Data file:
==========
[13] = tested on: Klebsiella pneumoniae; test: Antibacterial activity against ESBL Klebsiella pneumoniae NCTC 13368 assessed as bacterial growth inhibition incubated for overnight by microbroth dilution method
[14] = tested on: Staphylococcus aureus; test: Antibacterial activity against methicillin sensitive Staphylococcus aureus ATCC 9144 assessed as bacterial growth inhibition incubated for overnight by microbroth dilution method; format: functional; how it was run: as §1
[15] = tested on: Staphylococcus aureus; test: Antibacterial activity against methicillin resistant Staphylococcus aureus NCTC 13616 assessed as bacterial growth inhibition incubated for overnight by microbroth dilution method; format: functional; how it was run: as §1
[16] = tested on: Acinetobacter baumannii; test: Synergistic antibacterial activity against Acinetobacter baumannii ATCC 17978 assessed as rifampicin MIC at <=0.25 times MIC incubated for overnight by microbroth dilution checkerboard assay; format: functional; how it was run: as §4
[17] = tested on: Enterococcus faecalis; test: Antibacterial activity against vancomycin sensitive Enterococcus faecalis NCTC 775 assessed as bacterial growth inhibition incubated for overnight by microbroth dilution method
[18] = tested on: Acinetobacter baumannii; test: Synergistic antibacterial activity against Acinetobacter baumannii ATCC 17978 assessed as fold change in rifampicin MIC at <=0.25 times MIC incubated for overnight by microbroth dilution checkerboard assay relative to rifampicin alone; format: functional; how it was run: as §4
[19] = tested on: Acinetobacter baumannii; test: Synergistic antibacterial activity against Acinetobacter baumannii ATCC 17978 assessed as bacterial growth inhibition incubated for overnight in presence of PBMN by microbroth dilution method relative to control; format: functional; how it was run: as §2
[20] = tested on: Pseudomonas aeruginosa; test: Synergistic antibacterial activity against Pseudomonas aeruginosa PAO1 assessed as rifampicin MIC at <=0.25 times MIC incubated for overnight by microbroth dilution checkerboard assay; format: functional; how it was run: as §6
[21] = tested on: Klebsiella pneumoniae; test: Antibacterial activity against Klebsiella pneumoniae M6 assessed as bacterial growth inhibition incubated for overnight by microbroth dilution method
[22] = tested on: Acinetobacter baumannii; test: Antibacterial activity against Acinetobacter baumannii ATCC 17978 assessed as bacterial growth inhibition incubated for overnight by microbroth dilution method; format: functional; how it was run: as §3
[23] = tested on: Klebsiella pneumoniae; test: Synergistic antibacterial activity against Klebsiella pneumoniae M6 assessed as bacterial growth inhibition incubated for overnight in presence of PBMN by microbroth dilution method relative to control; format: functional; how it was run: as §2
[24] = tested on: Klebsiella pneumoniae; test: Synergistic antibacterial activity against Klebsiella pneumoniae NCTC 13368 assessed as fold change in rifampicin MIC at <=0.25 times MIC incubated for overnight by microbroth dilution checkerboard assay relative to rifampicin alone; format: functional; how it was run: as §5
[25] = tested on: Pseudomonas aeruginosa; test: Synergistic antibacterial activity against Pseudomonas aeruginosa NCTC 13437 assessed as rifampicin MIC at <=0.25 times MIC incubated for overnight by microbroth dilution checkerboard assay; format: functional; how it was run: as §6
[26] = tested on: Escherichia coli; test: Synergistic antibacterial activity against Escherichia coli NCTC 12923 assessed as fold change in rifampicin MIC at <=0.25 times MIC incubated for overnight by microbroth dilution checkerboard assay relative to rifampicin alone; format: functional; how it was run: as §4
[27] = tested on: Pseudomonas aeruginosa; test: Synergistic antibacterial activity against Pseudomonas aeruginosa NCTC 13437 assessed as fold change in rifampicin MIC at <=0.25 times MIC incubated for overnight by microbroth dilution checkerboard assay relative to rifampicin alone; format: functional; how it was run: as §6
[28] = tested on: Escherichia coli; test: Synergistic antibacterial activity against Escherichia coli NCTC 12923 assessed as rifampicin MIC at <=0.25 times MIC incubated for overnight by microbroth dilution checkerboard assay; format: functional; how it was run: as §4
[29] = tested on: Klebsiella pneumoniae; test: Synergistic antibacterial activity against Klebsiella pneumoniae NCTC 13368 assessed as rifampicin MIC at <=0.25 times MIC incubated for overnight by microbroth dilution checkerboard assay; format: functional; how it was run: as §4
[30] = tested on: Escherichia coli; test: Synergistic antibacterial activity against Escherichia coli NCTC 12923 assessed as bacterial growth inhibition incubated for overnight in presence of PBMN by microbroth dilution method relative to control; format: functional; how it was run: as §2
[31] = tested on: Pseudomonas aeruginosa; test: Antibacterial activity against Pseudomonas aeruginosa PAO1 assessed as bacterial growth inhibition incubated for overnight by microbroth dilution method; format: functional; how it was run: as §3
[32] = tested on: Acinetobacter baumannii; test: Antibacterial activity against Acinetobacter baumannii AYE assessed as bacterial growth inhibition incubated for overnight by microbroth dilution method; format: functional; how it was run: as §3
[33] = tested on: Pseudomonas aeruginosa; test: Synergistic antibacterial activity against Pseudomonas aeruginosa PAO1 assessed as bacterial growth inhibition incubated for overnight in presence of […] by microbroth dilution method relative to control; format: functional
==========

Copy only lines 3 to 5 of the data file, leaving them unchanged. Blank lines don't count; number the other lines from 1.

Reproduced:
[15] = tested on: Staphylococcus aureus; test: Antibacterial activity against methicillin resistant Staphylococcus aureus NCTC 13616 assessed as bacterial growth inhibition incubated for overnight by microbroth dilution method; format: functional; how it was run: as §1
[16] = tested on: Acinetobacter baumannii; test: Synergistic antibacterial activity against Acinetobacter baumannii ATCC 17978 assessed as rifampicin MIC at <=0.25 times MIC incubated for overnight by microbroth dilution checkerboard assay; format: functional; how it was run: as §4
[17] = tested on: Enterococcus faecalis; test: Antibacterial activity against vancomycin sensitive Enterococcus faecalis NCTC 775 assessed as bacterial growth inhibition incubated for overnight by microbroth dilution method